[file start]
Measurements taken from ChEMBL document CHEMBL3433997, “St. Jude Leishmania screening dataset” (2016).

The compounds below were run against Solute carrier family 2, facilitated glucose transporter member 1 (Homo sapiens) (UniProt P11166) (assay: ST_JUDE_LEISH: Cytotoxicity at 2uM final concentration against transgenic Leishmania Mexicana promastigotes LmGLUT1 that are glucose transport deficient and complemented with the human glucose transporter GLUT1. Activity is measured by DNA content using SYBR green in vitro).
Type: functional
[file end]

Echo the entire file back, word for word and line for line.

Measurements taken from ChEMBL document CHEMBL3433997, “St. Jude Leishmania screening dataset” (2016).

The compounds below were run against Solute carrier family 2, facilitated glucose transporter member 1 (Homo sapiens) (UniProt P11166) (assay: ST_JUDE_LEISH: Cytotoxicity at 2uM final concentration against transgenic Leishmania Mexicana promastigotes LmGLUT1 that are glucose transport deficient and complemented with the human glucose transporter GLUT1. Activity is measured by DNA content using SYBR green in vitro).
Type: functional